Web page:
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The Atlanta (Georgia) Campaign: May 1 - September 8, 1864., Part I: General Report. (ed. Maj. George B. Davis, Mr. Leslie J. Perry, Mr. Joseph W. Kirkley) 308 0 Browse Search
Rebellion Record: a Diary of American Events: Documents and Narratives, Volume 9. (ed. Frank Moore) 70 0 Browse Search
John Bell Hood., Advance and Retreat: Personal Experiences in the United States and Confederate Armies 44 0 Browse Search
Rebellion Record: a Diary of American Events: Documents and Narratives, Volume 11. (ed. Frank Moore) 34 0 Browse Search
William Tecumseh Sherman, Memoirs of General William T. Sherman . 32 0 Browse Search
Robert Underwood Johnson, Clarence Clough Buell, Battles and Leaders of the Civil War. Volume 4. 26 0 Browse Search
Capt. Calvin D. Cowles , 23d U. S. Infantry, Major George B. Davis , U. S. Army, Leslie J. Perry, Joseph W. Kirkley, The Official Military Atlas of the Civil War 23 13 Browse Search
Col. J. J. Dickison, Confederate Military History, a library of Confederate States Military History: Volume 11.2, Florida (ed. Clement Anselm Evans) 16 0 Browse Search
Benson J. Lossing, Pictorial Field Book of the Civil War. Volume 3. 14 0 Browse Search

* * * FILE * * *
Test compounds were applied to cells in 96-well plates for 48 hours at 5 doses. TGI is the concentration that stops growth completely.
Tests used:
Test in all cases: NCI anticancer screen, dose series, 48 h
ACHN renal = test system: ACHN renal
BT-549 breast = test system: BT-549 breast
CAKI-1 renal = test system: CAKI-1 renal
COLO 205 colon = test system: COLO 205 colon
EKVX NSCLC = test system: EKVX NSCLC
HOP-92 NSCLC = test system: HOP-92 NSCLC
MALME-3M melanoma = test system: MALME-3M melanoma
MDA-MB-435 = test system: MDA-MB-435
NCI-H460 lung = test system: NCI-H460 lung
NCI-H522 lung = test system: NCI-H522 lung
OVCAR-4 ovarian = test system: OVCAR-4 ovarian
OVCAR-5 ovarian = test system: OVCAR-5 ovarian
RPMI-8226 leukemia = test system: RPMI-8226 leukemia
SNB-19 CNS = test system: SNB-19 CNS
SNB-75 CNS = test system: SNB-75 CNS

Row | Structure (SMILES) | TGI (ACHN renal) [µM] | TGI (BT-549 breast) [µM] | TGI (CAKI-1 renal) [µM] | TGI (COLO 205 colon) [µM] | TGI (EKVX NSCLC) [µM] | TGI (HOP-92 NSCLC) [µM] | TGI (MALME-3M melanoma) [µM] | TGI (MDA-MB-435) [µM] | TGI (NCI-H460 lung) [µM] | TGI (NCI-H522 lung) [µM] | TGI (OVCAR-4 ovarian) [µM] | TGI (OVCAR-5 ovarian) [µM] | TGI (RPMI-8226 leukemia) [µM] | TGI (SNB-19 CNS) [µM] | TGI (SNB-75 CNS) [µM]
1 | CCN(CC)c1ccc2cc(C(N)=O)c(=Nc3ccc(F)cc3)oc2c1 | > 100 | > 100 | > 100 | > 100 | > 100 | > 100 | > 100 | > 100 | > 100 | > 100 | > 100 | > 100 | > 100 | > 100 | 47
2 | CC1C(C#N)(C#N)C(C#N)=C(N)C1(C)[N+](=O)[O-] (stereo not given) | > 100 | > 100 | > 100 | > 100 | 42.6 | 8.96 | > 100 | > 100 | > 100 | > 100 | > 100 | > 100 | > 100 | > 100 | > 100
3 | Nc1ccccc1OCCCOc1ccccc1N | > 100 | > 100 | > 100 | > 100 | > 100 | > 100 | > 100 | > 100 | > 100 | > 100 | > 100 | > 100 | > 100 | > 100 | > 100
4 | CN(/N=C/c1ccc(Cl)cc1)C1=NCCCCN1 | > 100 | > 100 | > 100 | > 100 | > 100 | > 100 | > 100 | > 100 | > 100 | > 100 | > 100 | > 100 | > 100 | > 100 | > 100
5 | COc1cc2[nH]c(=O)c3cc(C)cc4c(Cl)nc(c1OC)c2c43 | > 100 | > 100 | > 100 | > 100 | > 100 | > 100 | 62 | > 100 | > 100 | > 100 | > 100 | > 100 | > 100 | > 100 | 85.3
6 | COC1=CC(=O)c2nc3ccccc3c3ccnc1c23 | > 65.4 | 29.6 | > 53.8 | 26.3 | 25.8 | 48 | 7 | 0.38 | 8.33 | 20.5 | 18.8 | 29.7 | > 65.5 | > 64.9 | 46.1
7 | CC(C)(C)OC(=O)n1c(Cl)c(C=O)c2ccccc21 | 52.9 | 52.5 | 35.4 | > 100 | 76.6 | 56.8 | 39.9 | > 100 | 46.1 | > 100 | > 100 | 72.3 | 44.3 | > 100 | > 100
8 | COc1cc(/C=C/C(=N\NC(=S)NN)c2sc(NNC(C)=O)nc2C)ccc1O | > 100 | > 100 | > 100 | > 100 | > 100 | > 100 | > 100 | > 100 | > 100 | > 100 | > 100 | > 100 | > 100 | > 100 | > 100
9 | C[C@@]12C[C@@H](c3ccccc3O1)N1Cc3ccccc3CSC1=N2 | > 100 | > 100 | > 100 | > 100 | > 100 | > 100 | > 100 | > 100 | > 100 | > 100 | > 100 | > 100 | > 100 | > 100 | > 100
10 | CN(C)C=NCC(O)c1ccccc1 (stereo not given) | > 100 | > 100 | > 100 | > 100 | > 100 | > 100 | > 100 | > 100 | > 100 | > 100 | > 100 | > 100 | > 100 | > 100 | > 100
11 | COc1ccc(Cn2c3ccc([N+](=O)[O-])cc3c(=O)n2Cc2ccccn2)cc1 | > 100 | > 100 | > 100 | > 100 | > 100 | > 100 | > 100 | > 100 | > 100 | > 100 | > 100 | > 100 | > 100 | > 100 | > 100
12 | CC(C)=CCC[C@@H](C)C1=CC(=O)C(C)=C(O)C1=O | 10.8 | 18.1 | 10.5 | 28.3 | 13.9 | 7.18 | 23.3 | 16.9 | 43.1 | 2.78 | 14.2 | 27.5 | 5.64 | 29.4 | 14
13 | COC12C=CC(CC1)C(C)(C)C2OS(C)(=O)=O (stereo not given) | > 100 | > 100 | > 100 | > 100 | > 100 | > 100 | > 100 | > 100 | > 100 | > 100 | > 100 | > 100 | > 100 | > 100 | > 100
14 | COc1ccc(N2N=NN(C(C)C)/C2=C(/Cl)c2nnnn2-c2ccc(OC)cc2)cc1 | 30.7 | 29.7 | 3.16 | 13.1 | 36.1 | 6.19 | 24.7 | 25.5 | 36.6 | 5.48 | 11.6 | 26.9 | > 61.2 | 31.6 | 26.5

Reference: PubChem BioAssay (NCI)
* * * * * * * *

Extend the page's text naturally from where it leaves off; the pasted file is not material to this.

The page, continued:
Jefferson Davis, The Rise and Fall of the Confederate Government 14 0 Browse Search
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Browsing named entities in The Daily Dispatch: November 24, 1864., [Electronic resource]. You can also browse the collection for Chattahoochee River, Ga. (Georgia, United States) or search for Chattahoochee River, Ga. (Georgia, United States) in all documents.

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f Kilpatrick's cavalry, under General McCook, and the advance warns, General Slocum, in advance. This Macon, and to be found slowly in the direction of General Jeff. C. Davis. The Army Fourteenth corps, General Howard, composed of the Fifteenth corps, General Logan; Sixteenth, General Smith; and Seventeenth, General Frank Blair; left Kingston three days before for Atlanta, tearing up the railroad as it went along. On the 11th, the Etowah bridge was destroyed, and from thence to the Chattahoochee river the work of destruction was complete. Almost the entire railroad track was removed, and the rails twisted up and otherwise injured; all the important storehouses and depots were burned, and the culverts and masonry blown up. The immense structure which spans the Chattahoochee was burned and the foundations blown up. Everything was in readiness at Atlanta to make good the destruction of that town upon the arrival of the Army of the Tennessee, and, in all probability, the Gate City, so